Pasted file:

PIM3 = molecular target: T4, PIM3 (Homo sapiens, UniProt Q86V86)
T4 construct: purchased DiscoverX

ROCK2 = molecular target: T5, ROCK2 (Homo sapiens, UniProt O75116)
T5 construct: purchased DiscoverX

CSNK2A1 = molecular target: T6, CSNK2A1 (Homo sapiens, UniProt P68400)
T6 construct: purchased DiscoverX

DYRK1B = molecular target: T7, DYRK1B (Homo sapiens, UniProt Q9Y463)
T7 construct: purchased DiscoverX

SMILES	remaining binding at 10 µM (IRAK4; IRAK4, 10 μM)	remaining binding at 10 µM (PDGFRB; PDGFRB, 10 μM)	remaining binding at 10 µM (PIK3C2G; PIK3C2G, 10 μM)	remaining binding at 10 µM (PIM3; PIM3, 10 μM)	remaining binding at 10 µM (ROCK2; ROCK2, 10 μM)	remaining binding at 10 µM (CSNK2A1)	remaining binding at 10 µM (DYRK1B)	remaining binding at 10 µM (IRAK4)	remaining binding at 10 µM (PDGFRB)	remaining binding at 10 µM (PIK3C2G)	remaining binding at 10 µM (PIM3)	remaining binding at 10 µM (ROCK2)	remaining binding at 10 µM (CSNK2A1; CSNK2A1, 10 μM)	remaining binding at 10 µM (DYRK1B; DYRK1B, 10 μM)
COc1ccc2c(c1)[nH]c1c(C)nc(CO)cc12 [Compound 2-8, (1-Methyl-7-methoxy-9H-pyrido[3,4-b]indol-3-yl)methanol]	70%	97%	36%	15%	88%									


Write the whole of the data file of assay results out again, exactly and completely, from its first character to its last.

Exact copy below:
PIM3 = molecular target: T4, PIM3 (Homo sapiens, UniProt Q86V86)
T4 construct: purchased DiscoverX

ROCK2 = molecular target: T5, ROCK2 (Homo sapiens, UniProt O75116)
T5 construct: purchased DiscoverX

CSNK2A1 = molecular target: T6, CSNK2A1 (Homo sapiens, UniProt P68400)
T6 construct: purchased DiscoverX

DYRK1B = molecular target: T7, DYRK1B (Homo sapiens, UniProt Q9Y463)
T7 construct: purchased DiscoverX

SMILES	remaining binding at 10 µM (IRAK4; IRAK4, 10 μM)	remaining binding at 10 µM (PDGFRB; PDGFRB, 10 μM)	remaining binding at 10 µM (PIK3C2G; PIK3C2G, 10 μM)	remaining binding at 10 µM (PIM3; PIM3, 10 μM)	remaining binding at 10 µM (ROCK2; ROCK2, 10 μM)	remaining binding at 10 µM (CSNK2A1)	remaining binding at 10 µM (DYRK1B)	remaining binding at 10 µM (IRAK4)	remaining binding at 10 µM (PDGFRB)	remaining binding at 10 µM (PIK3C2G)	remaining binding at 10 µM (PIM3)	remaining binding at 10 µM (ROCK2)	remaining binding at 10 µM (CSNK2A1; CSNK2A1, 10 μM)	remaining binding at 10 µM (DYRK1B; DYRK1B, 10 μM)
COc1ccc2c(c1)[nH]c1c(C)nc(CO)cc12 [Compound 2-8, (1-Methyl-7-methoxy-9H-pyrido[3,4-b]indol-3-yl)methanol]	70%	97%	36%	15%	88%									